Switching on Italian TV


Once the holidays were over and life went back to normal, I decided to face the one thing I’d been avoiding: Italian television.

I avoided watching TV in the evenings for three main reasons.  First, it was incredibly exhausting and frustrating to watch something you didn’t really understand.  Second, the dubbing drove me a little crazy; that is, having every character, whether Mexican, American or Australian, say “ciao come stai?’’ in exactly the same way was both mildly irritating and somewhat hilarious.  And third, the quality of the TV shows was, um, how I can I put it politely? … Vintage? Retro? Not quite.  Ok… it was Bad!

Watching evening television in Italy was like being sucked into a porthole to the 80s and 90s.  Here they were—Knight Rider, Miami Vice, Magnum, P.I., and Touched by an Angel— all gloriously occupying Italian primetime.  I was told that as the crisis in Italy deepens, the standard of TV across the nation proportionally decreases.

Over the decades, Italians have been able to mark major life events according to what season of Walker Texas Ranger was showing.  Entire generations have grown up watching Chuck Norris because at the end of a series, the staff at Rai press the rewind button and restart the series from the beginning. (It’s probably fair to say that Silvio Berlusconi doesn’t spend too much time watching his own TV stations!)

I became reacquainted with all the old characters—probably a little too much! I’d change nappies and clean the house with Della Reese’s voice singing the theme song from Touched by an Angel in my head. And I knew which show Kurt Russell was in when he was wearing an eye-patch…

In addition to reruns and old action movies, prime time slots were also occupied by Italian game shows.  I became addicted to two of them. The first was Gira la Ruota (Wheel of Fortune), whose hostess happened to have breasts that looked as if they could bounce straight out and hit a home run. The camera always managed to pan her cleavage every time she spoke.

I also loved watching I Soliti Ignoti (The Usual Suspects), in which contestants had to guess each other’s occupations.  However, my love for this show became tainted after someone told me that often the winning contestants were a friend of a friend who happened to know the producer, or maybe even Silvio himself!  This was actually true, as it had been reported in the papers!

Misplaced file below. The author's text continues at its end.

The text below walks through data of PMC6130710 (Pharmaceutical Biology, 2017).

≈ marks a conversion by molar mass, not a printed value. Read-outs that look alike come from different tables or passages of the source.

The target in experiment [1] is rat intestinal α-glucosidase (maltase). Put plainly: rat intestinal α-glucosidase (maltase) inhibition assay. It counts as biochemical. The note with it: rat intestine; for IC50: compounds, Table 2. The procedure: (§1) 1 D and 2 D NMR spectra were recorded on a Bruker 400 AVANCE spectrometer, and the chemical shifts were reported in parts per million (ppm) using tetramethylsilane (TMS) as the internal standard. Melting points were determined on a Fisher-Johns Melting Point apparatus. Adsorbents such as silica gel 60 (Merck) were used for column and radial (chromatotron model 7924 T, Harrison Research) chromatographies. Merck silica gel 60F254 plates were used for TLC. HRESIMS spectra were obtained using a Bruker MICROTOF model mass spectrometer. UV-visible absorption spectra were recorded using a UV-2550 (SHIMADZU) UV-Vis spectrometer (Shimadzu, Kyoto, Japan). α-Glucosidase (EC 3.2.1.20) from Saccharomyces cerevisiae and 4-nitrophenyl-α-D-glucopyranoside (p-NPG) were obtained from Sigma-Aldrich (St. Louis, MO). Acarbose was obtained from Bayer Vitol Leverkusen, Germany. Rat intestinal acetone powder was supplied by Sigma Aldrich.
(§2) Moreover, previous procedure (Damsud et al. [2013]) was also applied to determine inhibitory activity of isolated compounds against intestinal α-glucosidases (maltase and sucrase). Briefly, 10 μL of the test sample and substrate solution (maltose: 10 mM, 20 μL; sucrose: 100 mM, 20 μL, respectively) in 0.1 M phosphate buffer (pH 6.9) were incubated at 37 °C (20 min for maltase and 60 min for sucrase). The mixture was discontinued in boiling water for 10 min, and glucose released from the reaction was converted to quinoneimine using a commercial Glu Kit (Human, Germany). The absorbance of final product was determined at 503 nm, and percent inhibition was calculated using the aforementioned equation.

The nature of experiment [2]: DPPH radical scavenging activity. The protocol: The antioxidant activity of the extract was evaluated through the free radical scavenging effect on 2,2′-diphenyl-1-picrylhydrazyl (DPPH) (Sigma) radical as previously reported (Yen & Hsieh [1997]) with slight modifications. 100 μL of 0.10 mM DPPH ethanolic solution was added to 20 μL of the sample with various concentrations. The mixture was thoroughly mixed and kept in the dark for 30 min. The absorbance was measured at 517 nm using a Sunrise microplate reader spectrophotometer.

But I didn’t let a few game show scandals stand in my way because, as the weeks went by, I noticed my Italian started to improve. I could actually understand what the emcees and contestants were saying (although, admittedly, game show contestants do tend to say the same things over and over, such as ‘Please, please, please’, ‘Come on, come on…’).

Game shows also taught me a new tense: speaking in the conditional.  Instead of saying things like ‘io scelgo’ (I’ll choose), I learnt to say ‘io sceglierei’ (I would choose), which somehow added an element of intrigue and interest to my conversations.  (At least that’s what I thought it did!  Always speaking in the present tense can get a little boring).

But my absolutely favourite show was probably Il Posto Al Sole (A Place In the Sun), which was a Neapolitan soap opera.  I had NO chance of understanding the Napoli accent, so whenever I watched, I put the Italian subtitles on … and read, read, read like crazy! It was tough at first, but eventually I could easily follow the unfolding drama.  It was great!

Even today, I’m able to read Italian quite well, and I owe it all to a soapy!  And, yes, as frustrating as it is that all Italian film and television programs are dubbed, it forces you to learn the language.

If Walker Texas Ranger had been played in English, I probably wouldn’t have watched it anyway.

Sandi Scaunich
Blogger, social researcher, and mother, Sandi Scaunich writes about the culture, people, and places of Friuli-Venezia Giulia, Italy, and everything in between. With a masters degree in medical anthropology under her belt, she has a weakness for history, myth and legends, and tradition in all forms.

Sandi lived in a tiny village in northern Italy for several years while her husband studied and worked to become a maestro of mosaic. In 2007, they packed up their Melbourne life, and, with their four-month-old son, entered a life centered on this ancient art form.

Her business, Mosaic Republic, showcases the work of talented mosaic artisans, which uphold techniques and traditions passed down through the centuries by the Romans.
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2 Responses to Switching on Italian TV

  1. AlohaKarina Chapman January 23, 2012 at 4:49 pm #

    I have many, many happy memories of watching Perry Mason in Italian, as well as the old Rocky & Bullwinkle show in Italian. I was living in Florence in 1989, and those two shows were my “must-watch TV”. They used to crack me up! Fun times. Thanks!

  2. Sandi Scaunich
    Sandi January 31, 2012 at 11:33 pm #

    Yes I know exactly what you’re saying. For me, those are the things I miss now!

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